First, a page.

The Death of Mí Xìn

I am not sure what it was about my upbringing that led me to question everything, trust no-one and expect the worst of people. It probably has something to do with the religion shopping that I witnessed my parents go through when I was a toddler. The types of religions they sampled were full of Amway sales-people and predators of every sort. My paranoia could also be related to the string of incidents that I witnessed in my later childhood, both personally and in the public media, that caused me to quickly realise that not everyone was what they presented themselves to be.

The trigger for this post was listening to the very poignant song Daisy, by Karine Polwart. A particular Facebook war involving some Pentecostal Christians brought this song to mind, I recorded my own cover here. The message in the song is a very sad one, it was apparently written by Karine to her unborn niece (who turned out to be a boy).

To crudely summarise Karine’s beautiful lyrics, “the world is full of horrible people”. I wouldn’t say the message is entirely depressing, because there is also a subtext about using your judgement to measure people by their actions and face the complicated world with self-worth rather than the worth rented to you by others, in exchange for their love, respect, money or just not hurting you.

This led me to the subject of this post, mí xìn (??). This Chinese phrase is now widely translated as superstition or superstitious belief; however, this translation is largely a result of the Cultural Revolution and its efforts to stamp out the Four Olds (Old Customs, Old Culture, Old Habits, Old Ideas). The more finessed translation is one of faith, trust, or unquestioning loyalty.

I love looking into the origins of Chinese characters as the meaning is often much richer than that found in our non-pictographic language. The first character, mí, is made up of a character for walking/movement and another one showing lots of directions. The second character, xìn, is made of the characters for person and word, meaning trust, i.e. “A person’s word”. So putting this together we can get “following a person’s word whatever direction they send you in”. I’m sure many scholars of Mandarin will dispute my interpretation, but it makes sense to me.

So is this blind faith, that was so much a part of countless pre-modern societies, always a bad thing? Was Another Brick in the Wall, really a step forward for society? Many young people (and old) no longer respect their parents, teachers, policeman, doctors or anyone else in society with traditional authority. The respect seems to have shifted to winners of reality TV, pop-stars and actors.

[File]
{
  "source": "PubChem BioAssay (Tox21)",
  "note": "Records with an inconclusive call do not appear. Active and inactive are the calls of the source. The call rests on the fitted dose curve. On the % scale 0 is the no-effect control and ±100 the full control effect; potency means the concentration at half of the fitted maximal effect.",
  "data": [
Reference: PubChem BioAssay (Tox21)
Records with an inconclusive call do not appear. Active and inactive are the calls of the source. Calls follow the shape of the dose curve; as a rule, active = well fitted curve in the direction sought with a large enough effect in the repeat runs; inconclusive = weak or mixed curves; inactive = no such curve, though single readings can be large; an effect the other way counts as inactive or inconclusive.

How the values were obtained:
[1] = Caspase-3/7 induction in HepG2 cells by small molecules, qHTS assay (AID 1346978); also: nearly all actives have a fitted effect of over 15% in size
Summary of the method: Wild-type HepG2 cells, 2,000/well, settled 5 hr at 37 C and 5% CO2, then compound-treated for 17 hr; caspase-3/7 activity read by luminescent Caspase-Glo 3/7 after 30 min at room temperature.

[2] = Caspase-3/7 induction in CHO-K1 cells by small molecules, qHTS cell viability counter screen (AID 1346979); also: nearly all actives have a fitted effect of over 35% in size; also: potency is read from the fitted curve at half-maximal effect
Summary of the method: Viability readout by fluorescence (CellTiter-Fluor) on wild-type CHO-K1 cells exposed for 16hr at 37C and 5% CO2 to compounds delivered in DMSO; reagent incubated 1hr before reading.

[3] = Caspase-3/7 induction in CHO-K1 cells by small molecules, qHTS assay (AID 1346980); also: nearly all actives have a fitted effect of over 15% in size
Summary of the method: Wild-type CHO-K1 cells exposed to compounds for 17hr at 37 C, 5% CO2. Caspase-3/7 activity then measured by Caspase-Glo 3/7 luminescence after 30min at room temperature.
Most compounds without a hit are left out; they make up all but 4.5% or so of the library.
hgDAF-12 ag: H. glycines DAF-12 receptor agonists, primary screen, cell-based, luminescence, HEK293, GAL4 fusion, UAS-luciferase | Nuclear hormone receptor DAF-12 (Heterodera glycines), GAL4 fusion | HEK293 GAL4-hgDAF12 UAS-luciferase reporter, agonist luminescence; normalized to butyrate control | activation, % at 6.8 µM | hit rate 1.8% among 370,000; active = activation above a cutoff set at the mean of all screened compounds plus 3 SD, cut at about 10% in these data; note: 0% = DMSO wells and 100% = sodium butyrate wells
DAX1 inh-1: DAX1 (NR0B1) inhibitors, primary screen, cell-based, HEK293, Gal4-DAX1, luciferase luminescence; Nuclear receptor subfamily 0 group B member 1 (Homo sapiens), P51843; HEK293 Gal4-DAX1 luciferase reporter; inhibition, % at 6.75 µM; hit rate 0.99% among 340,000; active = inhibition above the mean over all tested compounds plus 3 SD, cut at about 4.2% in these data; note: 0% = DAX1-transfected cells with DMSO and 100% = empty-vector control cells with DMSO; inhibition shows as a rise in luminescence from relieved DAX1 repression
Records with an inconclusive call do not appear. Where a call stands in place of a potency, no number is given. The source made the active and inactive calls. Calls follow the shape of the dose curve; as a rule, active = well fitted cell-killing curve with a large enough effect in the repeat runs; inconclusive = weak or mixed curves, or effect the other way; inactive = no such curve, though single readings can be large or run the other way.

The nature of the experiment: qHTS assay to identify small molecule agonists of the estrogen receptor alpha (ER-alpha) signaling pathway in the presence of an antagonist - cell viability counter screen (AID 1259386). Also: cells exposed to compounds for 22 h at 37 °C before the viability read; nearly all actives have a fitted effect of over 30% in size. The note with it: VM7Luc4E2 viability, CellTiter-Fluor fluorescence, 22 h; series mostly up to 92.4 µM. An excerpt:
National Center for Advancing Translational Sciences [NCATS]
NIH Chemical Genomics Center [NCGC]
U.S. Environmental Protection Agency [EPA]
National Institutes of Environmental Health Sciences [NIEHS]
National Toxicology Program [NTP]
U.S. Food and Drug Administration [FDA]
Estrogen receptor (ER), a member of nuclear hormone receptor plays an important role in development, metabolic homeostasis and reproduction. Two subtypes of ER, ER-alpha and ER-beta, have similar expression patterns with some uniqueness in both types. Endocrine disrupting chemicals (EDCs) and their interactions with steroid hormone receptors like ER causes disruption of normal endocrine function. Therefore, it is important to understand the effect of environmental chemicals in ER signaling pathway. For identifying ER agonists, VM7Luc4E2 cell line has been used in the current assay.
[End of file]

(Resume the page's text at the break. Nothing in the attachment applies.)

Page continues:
This didn’t happen by accident. My year 6 teacher, who I never got on with, was jailed for abusing his wife and daughter. The incidents of corrupt politicians, negligent doctors, child abusing priests, corrupt policemen, judges and public servants are on a 24-hour repeat news reel. We live in a society where, just like in Communist China, we have torn down the traditional towers of respect.

I wonder if this is because the statistical likelihood of striking a bad apple in these fields has drastically changed, or because the global news cycle means that we now hear about them more often.

There are situations in society where this mí xìn is very valuable, if not critical, to stability. How can children learn without trust in their teachers? How can you do well at your job without learning from more experienced co-workers and supervisors? How can a government function if the populace has no faith in their elected officials? Unfortunately, the very people in these positions are failing us, and have been exposed as failing us for so long that their institutions no longer have credibility.

Obviously I don’t expect to provide the answer for a utopian society here, but I can say that the Chinese Communist approach of abolishing everything has had terrible consequences. The American reality-TV experiment has resulted in a farcical Presidential election campaign. There must be a way for a society to institute a process of rational judgement to decide who deserves respect, who is best placed to exercise authority and who can be trusted.

It is probably Orientalist nostalgia which makes me look at the Native American, Celtic and Aboriginal Australian societies and think that they seemed to have better ways of finding the right contributing role for each person and ejecting those who weren’t good for the society. In the west we seem to pick the people who are the worst and appoint them to rule us. Thank you Karine, for telling it like it is, I wish there were more people that thought about things.

 

 

 

 

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